Crew Dragon capsule
A Crew Dragon capsule atop a Falcon 9 rocket. Image from NASA TV

Hawthorne-based SpaceX took part in another historic milestone in space exploration Friday, launching the first all-private mission to the International Space Station.

SpaceX employed one of its Falcon 9 rockets and Crew Dragon capsules to carry out Axiom Space’s Ax-1 mission, which is propelling four people to the orbiting outpost. The launch from Cape Canaveral in Florida went off without a hitch at 8:17 a.m. California time.

The launch began a roughly 20.5-hour journey to the International Space Station, where the Dragon capsule is scheduled to dock at 4:45 a.m. Saturday, California time.

Flying in the capsule are mission commander Michael López-Alegría, a former NASA astronaut and vice president of Axiom Space; pilot Larry Connor, a real estate entrepreneur and investor; mission specialist Eytan Stibbe, an investor and philanthropist; and mission specialist Mark Pathy, an entrepreneur and philanthropist.

López-Alegría flew into space four times during his NASA career, including three space shuttle flights and one trip to the ISS aboard a Soyuz mission.

“This journey is the culmination of long hours of training, planning, and dedication from the crew and the entire Axiom Space team, our partners at SpaceX, and of course, a credit to NASA’s vision to develop a sustainable presence in low-Earth orbit,” Axiom Space President/CEO Michael Suffredini said in a statement after the launch.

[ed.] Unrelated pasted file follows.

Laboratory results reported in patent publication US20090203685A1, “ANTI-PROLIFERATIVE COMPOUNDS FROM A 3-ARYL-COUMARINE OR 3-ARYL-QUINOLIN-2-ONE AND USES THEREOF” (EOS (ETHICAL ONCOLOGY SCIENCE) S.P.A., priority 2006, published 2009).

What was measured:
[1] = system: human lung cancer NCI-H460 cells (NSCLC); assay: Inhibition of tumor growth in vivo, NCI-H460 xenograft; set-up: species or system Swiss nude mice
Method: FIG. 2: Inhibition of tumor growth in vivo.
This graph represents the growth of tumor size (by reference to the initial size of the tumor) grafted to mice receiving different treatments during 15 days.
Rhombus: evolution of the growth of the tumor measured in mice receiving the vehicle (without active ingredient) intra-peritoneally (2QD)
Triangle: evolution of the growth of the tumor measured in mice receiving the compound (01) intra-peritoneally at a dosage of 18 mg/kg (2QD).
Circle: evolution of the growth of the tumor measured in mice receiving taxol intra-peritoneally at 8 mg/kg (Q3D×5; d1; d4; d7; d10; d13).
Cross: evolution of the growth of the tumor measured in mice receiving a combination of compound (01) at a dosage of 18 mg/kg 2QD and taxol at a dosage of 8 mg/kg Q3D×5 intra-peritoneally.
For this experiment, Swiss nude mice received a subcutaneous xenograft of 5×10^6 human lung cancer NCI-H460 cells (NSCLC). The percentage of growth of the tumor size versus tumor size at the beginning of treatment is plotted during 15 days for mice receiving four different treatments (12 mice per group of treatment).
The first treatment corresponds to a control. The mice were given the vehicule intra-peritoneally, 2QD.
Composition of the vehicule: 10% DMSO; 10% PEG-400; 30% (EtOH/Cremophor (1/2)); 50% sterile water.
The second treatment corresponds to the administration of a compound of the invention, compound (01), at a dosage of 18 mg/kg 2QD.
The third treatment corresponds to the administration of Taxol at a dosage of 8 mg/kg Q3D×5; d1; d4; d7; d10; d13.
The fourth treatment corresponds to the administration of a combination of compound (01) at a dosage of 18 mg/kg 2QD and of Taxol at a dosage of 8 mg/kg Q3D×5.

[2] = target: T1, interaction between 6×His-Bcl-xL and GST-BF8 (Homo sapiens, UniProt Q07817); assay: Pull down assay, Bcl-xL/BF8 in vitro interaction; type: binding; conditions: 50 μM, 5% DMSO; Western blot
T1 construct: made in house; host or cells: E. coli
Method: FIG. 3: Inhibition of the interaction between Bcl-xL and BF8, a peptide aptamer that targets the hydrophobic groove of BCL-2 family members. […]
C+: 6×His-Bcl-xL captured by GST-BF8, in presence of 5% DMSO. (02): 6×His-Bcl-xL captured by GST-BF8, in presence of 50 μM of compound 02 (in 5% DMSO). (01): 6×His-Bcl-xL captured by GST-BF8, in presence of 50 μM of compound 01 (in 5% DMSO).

The crew will spend a total of 10 days in space — two traveling and eight aboard the ISS. But they are expected to do more than just sight-seeing. According to Axiom Space, they will take part in more than 25 experiments aboard the station, along with educational outreach.

Connor will take part in research projects in conjunction with the Mayo Clinic and Cleveland Clinic, as well as providing “instructional lessons” for students at Dayton Early College Academy in his hometown of Dayton, Ohio.

Pathy will collaborate with the Canadian Space Agency and Montreal Children’s Hospital for research efforts aboard the station.

Stibbe will take part in research efforts with the Ramon Foundation and Israel Space Agency, and take part in educational activities.

“NASA’s partnership with industry through the commercial cargo and crew programs has led our nation to this new era in human spaceflight — one with limitless potential,” NASA Administrator Bill Nelson said in a statement. “Congratulations to Axiom, SpaceX, and the Axiom-1 crew for making this first private mission to the International Space Station a reality.”

Houston-based Axiom Space was founded in 2016 with the ultimate goal of building a “free-flying commercial space station.”

The crew will join the seven current professional astronauts living on the station — three Americans, one German and three Russian cosmonauts.

The first stage of the Falcon 9 rocket being used in the mission flew four previous missions for SpaceX, which has pioneered the reuse of rocket boosters to cut costs of future flights. The Dragon capsule carrying the crew has been used in two previous missions to the Space Station.

After Friday’s launch, SpaceX again recovered the Falcon 9 booster by landing it on a droneship — dubbed “A Shortfall of Gravitas” — floating in the Atlantic Ocean.

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